This is an archived article that was published on sltrib.com in 2007, and information in the article may be outdated. It is provided only for personal research purposes and may not be reprinted.
The trauma for children being removed from their homes because they've been abused at the hands of caregivers whom they should have been able to trust is almost unimaginable.
A Utah Division of Children and Family Services policy of putting these children in shelters instead of in the homes of grandparents or other family members or friends who are familiar to them is deplorable. The practice is especially onerous since it grew out of a misunderstanding of federal law, a grievous error that apparently was made by no other state agency in the country.
DCFS interpreted the Adam Walsh Child Protection and Safety Act of 2006 to mean that all adoptive or foster parents, including family members, must undergo thorough criminal screenings before a child can be placed in their home.
That is simply not what the law states. Nevertheless, Utah statutes were changed to prevent abused children from going directly to the homes of grandparents and other close relatives. This faulty interpretation has put thousands of foster children into overcrowded shelters for weeks at a time, just when they are most in need of loving care from people they know and trust.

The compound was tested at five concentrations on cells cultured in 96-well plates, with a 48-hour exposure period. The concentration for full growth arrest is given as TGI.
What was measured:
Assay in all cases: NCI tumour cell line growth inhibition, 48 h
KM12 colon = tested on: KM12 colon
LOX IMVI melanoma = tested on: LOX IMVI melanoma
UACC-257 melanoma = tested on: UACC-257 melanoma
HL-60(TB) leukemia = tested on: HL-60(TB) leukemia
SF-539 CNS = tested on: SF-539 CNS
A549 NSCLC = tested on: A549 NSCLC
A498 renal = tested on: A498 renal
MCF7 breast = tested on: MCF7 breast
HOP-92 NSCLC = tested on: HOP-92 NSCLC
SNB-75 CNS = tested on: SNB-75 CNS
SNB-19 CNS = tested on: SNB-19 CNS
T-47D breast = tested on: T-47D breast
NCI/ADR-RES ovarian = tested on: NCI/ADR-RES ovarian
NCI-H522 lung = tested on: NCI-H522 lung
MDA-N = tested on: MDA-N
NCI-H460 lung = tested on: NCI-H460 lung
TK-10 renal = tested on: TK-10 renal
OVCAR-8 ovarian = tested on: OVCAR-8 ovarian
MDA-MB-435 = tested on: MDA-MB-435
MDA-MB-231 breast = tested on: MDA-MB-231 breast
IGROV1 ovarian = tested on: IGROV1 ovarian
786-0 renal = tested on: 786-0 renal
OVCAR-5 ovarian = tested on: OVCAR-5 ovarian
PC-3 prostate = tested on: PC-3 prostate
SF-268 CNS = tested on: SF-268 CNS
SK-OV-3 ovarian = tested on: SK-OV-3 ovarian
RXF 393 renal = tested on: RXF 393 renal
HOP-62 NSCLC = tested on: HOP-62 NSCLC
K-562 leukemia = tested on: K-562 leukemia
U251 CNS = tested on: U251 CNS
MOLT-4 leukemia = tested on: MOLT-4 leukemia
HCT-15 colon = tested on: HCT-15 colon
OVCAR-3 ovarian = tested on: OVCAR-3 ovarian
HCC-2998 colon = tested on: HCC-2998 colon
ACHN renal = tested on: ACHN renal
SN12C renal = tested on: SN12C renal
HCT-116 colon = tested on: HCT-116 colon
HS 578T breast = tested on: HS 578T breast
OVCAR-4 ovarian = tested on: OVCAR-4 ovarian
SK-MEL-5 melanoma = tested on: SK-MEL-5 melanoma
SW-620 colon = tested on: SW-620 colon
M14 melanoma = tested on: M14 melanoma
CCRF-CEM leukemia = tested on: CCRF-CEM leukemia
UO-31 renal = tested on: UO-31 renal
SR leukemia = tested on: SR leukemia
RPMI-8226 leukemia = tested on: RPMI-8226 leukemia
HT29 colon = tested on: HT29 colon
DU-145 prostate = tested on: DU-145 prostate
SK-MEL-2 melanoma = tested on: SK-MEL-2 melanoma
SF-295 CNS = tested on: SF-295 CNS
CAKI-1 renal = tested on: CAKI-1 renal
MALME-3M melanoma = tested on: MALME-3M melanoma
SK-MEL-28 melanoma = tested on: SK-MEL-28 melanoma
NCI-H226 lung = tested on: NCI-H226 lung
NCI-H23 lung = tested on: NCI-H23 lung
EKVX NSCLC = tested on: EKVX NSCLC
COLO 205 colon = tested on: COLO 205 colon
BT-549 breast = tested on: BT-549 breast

Duane Betournay, DCFS director, promises to get the Utah law reversed when the Legislature meets in January. That is thin gruel indeed. These vulnerable children with critical emotional needs still must wait weeks for background checks of relatives, while DCFS staffers are discouraged from placing them in short-term foster care, or even allowing overnight visits with relatives.
Betournay says new equipment to process fingerprints should make the screenings go faster. He should see that it does, while acting immediately to allow children to freely visit relatives or be placed in safe foster care until the background checks are completed. Also, relatives willing to take in abused children should get expedited foster-parent training.
Let's be clear. The DCFS foul-up that resulted in these still-intact policies makes the state itself guilty of heaping abuse on these imperiled children. And if that isn't cause for heads to roll, Gov. Huntsman, nothing is.